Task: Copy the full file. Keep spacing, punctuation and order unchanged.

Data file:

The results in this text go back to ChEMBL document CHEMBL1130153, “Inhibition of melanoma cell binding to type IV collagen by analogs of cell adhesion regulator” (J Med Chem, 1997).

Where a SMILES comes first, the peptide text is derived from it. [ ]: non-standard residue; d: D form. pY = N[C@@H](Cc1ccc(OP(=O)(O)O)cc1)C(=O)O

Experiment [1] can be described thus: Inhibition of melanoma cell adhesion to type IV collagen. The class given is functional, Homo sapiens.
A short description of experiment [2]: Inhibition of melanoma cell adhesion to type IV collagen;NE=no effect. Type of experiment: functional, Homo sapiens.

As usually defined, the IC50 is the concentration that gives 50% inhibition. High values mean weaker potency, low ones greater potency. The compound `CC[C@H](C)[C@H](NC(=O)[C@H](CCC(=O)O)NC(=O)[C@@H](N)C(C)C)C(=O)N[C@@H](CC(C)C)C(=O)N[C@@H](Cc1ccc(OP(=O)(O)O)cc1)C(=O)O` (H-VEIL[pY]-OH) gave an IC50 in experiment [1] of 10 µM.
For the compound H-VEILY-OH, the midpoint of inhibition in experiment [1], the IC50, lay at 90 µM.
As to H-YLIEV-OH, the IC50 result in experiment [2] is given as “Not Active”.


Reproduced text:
The results in this text go back to ChEMBL document CHEMBL1130153, “Inhibition of melanoma cell binding to type IV collagen by analogs of cell adhesion regulator” (J Med Chem, 1997).

Where a SMILES comes first, the peptide text is derived from it. [ ]: non-standard residue; d: D form. pY = N[C@@H](Cc1ccc(OP(=O)(O)O)cc1)C(=O)O

Experiment [1] can be described thus: Inhibition of melanoma cell adhesion to type IV collagen. The class given is functional, Homo sapiens.
A short description of experiment [2]: Inhibition of melanoma cell adhesion to type IV collagen;NE=no effect. Type of experiment: functional, Homo sapiens.

As usually defined, the IC50 is the concentration that gives 50% inhibition. High values mean weaker potency, low ones greater potency. The compound `CC[C@H](C)[C@H](NC(=O)[C@H](CCC(=O)O)NC(=O)[C@@H](N)C(C)C)C(=O)N[C@@H](CC(C)C)C(=O)N[C@@H](Cc1ccc(OP(=O)(O)O)cc1)C(=O)O` (H-VEIL[pY]-OH) gave an IC50 in experiment [1] of 10 µM.
For the compound H-VEILY-OH, the midpoint of inhibition in experiment [1], the IC50, lay at 90 µM.
As to H-YLIEV-OH, the IC50 result in experiment [2] is given as “Not Active”.